Misinformation, fear of the unknown, lack of access to credible information, confirmation bias when weighing evidence, and lack of perceived benefits are all factors that trigger people’s resistance to change. Concerns mostly arise from a lack of knowledge in the fields of genetics, biotechnology, and genetic modification. This lack of scientific knowledge creates fear, and makes people more vulnerable to believing in misconceptions about GMOs and other food production techniques, which breeds distrust in scientists and the motives of government bodies. Additionally, the agri-business companies that have supported GMOs have created suspicion of the commercial motives and the market power of the leaders of such companies.

Governments of different countries have responded to the controversy and the uncertainty around GMOs by introducing regulations regarding food labeling, in an attempt to preserve the consumer’s “right to know”. Many countries have enforced mandatory GMO labeling and voluntary non-GMO labeling standards. The NON-GMO Project monarch butterfly logo, prominently placed at the front of thousands of products, has created a fast-growing market. As a result, many consumers are more likely to choose a product that is labeled as non-GMO, even on foods where a genetically modified alternative does not even exist – such as salt, lettuce, or oranges. The non-GMO movement depends on fear-based activism and preys on people’s need to feel safe and in control of their choices, including food choices. Selling fear is a highly profitable marketing strategy.

A large red tomato

NGOs, using different media outlets, have emphasized dubious claims about the risks of GMOs without providing credible evidence to support their statements. The non-GMO campaigns have focused on the ‘natural’ and ‘moral’ aspects, diverting the discussion away from presenting a balanced account of the benefits and risks of biotechnology. Opponents argue that GMOs should be banned no matter their value or risk. For them, biotechnology seems to violate some basic moral principles; thus, it is rejected and deemed unacceptable, unnatural, and commonly labeled as “Frankenfoods”. The naturalistic logical fallacy takes over, as consumers believe that if something is ‘natural’, it must be good. Whether a substance is natural, modified, or synthetic has no bearing on its safety or ability to cause harm.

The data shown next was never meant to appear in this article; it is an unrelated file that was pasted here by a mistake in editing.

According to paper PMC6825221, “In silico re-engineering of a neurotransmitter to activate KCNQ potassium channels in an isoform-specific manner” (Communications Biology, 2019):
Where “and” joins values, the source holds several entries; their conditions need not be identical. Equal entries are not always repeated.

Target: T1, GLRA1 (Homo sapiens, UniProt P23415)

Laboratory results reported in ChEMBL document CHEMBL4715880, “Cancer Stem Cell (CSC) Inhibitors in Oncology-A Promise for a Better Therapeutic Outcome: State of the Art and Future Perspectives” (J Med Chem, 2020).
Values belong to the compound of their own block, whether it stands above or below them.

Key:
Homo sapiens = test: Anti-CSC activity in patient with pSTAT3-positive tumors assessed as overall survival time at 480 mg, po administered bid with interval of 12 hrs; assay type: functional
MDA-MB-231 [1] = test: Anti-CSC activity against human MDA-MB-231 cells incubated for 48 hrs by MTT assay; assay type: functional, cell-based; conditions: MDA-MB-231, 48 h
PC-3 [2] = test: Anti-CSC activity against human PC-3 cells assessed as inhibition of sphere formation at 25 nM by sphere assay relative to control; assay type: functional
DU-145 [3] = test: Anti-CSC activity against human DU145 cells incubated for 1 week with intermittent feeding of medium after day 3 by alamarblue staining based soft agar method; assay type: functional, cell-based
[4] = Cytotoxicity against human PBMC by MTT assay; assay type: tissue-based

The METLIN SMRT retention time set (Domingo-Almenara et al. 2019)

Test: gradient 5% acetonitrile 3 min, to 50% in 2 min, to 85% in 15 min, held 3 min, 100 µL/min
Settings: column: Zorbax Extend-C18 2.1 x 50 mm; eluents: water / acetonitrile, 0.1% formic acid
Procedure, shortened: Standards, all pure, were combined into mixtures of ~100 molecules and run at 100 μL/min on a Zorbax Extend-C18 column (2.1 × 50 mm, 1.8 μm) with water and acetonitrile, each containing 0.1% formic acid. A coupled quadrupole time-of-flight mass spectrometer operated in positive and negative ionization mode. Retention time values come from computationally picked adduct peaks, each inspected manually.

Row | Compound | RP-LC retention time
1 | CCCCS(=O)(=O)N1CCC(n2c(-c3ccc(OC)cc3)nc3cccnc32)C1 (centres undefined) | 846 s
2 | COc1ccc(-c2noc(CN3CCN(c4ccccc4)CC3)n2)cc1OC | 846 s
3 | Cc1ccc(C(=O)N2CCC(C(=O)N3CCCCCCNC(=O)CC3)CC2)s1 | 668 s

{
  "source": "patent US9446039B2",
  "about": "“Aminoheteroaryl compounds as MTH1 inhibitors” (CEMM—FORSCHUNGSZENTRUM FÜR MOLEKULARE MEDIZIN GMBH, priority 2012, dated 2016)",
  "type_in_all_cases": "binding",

The public debate regarding the risks of GMOs has also been partially affected by how the media frames the issue thus influencing the public’s perceptions about the subject matter. While public debate on scientific issues can help people make more informed choices, the problem with the GMO debate is that it contradicts what appears to be a consensus in science regarding the safety of GM crops. Organisations such as Greenpeace, Friends of the Earth, and the NON-GMO Project have fueled public mistrust of the risks of GM food by presenting GMOs as a controversial issue when, in fact, there is no legitimate scientific controversy. In an attempt to present a balanced, unbiased approach to news around GMOs, media outlets create a false dichotomy around GMOs. By adhering to the journalistic norm of balanced reporting, the media has supported the Nirvana fallacy that anti-GMO activists often employ. These factors have created a breeding ground for GMO skepticism, with a tendency to oppose GMOs until ‘the debate’ is resolved.